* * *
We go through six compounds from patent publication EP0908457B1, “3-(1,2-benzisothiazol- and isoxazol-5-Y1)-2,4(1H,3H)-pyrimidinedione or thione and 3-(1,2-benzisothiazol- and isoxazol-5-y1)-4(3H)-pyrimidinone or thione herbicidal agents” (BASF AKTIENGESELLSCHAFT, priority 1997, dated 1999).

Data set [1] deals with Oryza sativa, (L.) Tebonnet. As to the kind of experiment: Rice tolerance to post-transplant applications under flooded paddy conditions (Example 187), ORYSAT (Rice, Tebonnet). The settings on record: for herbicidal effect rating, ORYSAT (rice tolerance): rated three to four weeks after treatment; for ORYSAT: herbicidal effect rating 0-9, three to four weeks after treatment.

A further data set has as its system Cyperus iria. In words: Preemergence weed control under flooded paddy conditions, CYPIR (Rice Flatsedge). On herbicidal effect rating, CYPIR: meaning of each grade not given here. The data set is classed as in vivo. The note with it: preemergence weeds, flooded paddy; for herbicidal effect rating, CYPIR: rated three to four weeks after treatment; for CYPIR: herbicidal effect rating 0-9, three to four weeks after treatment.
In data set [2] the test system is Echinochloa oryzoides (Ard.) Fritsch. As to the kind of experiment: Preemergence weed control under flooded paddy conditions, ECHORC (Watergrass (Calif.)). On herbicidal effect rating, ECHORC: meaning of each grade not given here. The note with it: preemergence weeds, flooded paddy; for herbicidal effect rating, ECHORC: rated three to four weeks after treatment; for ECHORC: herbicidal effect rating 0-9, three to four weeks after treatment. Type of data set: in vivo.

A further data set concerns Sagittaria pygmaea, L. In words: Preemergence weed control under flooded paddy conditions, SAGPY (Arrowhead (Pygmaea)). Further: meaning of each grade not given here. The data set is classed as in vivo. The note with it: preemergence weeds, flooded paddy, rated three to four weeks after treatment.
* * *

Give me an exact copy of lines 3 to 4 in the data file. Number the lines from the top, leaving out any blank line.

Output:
A further data set has as its system Cyperus iria. In words: Preemergence weed control under flooded paddy conditions, CYPIR (Rice Flatsedge). On herbicidal effect rating, CYPIR: meaning of each grade not given here. The data set is classed as in vivo. The note with it: preemergence weeds, flooded paddy; for herbicidal effect rating, CYPIR: rated three to four weeks after treatment; for CYPIR: herbicidal effect rating 0-9, three to four weeks after treatment.
In data set [2] the test system is Echinochloa oryzoides (Ard.) Fritsch. As to the kind of experiment: Preemergence weed control under flooded paddy conditions, ECHORC (Watergrass (Calif.)). On herbicidal effect rating, ECHORC: meaning of each grade not given here. The note with it: preemergence weeds, flooded paddy; for herbicidal effect rating, ECHORC: rated three to four weeks after treatment; for ECHORC: herbicidal effect rating 0-9, three to four weeks after treatment. Type of data set: in vivo.